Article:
Significant sticking points that remain have hindered efforts by the LePage administration and lawmakers to steer the $40 million industry away from the brink of closure by federal authorities.
State officials are trying to balance conservation of the fishery with the sovereignty of the tribes, including the Passamaquoddies. The tribe issued 575 licenses last year, well above the state limit of 200, and that led to a clash between law enforcement officers and Passamaquoddy fishermen on the banks of the Pennamaquan River in Washington County.
A bill backed by the LePage administration and sponsored by Rep. Walter Kumiega, D-Deer Isle, would invalidate elver licenses issued by any tribe without ratification by the state, set catch limits for individual fishermen, and impose criminal penalties for all elver fishermen who violate state regulations.
Lawmakers’ consideration of the bill was complicated Wednesday as tribal representatives and members of the LePage administration met with the state Attorney General’s Office to discuss a deal that would exempt tribal fishermen from the catch quotas and the criminal penalties, while keeping the current regulations for all other elver fishermen.
The agreement also would allow tribal members to catch as many elvers, collectively, in the season that begins March 22 as they did in 2013.
In exchange, the tribes’ fishermen would participate in a new state-issued swipe card system designed to track the catch daily while assigning it to individual harvesters and dealers. Also, tribal fishermen would use only dip nets, not the fyke nets that typically ensnare more of the baby eels.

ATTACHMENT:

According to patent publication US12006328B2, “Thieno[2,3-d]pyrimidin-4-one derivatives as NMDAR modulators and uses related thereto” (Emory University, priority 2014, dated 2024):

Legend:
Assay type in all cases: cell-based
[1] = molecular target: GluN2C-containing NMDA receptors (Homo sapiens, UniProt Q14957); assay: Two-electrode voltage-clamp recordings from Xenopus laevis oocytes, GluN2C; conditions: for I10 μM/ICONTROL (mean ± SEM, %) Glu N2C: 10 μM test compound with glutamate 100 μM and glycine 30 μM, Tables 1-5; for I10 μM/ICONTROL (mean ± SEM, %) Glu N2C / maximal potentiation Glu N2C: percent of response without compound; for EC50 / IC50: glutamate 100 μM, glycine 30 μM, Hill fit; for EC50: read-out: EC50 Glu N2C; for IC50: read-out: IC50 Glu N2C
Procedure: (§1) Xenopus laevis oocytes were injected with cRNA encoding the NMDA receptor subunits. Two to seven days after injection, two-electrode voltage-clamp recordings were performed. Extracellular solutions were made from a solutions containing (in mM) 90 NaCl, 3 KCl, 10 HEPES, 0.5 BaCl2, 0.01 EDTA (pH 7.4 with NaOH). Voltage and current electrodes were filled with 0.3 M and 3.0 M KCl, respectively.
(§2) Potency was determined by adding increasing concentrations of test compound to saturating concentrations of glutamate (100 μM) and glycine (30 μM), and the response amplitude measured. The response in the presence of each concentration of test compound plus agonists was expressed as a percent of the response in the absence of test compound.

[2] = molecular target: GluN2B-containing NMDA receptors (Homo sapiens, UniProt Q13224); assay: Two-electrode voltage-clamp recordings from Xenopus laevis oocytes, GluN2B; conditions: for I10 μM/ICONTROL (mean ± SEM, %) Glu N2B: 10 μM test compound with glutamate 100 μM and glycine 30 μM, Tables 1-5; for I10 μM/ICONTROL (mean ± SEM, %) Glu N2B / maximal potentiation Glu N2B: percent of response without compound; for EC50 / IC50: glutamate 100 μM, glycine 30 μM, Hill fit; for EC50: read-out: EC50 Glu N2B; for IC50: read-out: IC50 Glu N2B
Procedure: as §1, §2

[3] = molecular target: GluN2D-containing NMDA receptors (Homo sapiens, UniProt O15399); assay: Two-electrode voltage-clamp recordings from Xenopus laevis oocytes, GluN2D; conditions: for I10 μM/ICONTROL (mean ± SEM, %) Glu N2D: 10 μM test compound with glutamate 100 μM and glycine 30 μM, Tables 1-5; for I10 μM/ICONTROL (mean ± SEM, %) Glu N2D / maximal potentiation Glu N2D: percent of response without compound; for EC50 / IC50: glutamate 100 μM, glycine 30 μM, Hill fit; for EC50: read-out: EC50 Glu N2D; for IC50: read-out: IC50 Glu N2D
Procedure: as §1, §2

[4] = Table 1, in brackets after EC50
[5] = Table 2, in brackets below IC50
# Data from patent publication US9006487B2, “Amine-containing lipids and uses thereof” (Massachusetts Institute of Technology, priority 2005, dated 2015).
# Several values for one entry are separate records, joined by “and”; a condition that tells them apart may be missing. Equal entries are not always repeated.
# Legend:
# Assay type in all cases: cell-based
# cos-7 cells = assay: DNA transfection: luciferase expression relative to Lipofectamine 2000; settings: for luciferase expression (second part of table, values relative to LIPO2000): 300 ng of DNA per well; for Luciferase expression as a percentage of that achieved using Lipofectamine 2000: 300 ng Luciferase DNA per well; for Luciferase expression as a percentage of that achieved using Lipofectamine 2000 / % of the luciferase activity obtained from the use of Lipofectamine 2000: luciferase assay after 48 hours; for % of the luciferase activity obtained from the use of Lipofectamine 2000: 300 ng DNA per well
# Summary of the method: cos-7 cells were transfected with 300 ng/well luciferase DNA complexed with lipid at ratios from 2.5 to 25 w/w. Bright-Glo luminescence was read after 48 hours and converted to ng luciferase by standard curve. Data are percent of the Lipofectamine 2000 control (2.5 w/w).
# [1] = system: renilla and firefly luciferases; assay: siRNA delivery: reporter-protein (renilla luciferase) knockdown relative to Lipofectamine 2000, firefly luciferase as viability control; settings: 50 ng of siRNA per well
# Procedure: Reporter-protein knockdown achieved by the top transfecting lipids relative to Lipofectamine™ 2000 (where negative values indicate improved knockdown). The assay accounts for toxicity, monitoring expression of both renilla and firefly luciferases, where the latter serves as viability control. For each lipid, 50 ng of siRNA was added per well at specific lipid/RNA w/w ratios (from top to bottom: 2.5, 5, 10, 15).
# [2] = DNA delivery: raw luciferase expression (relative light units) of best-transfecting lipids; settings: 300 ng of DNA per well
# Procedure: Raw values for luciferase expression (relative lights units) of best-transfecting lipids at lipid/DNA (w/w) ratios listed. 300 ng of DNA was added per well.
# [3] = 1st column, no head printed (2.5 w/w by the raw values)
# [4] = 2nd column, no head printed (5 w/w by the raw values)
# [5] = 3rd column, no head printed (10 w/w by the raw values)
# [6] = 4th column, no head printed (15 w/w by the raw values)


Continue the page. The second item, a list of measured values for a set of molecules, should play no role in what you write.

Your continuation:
Read the full story at the Portland Press Herald>>
National Fisherman Live: 10/21/14
In this episode:
North Pacific Council adjusts observer program
Fishermen: bluefin fishing best in 10 years
Catch limit raised for Bristol Bay red king crab
Canadian fishermen fight over lobster size rules
River conference addresses Dead Zone cleanup
National Fisherman Live: 10/7/14
In this episode, National Fisherman Publisher Jerry Fraser talks about the 1929 dragger Vandal.
NOAA and its fellow Natural Resource Damage Assessment trustees in the Deepwater Horizon oil spill have announced the signing of a formal Record of Decision to implement a gulf restoration plan. The 44 projects, totaling an estimated $627 million, will restore barrier islands, shorelines, dunes, underwater grasses and oyster beds.
The Golden Gate Salmon Association will host its 4th Annual Marin County Dinner at Marin Catholic High School, 675 Sir Francis Drake Blvd., Kentfield on Friday, Oct 10, with doors opening at 5:30 p.m.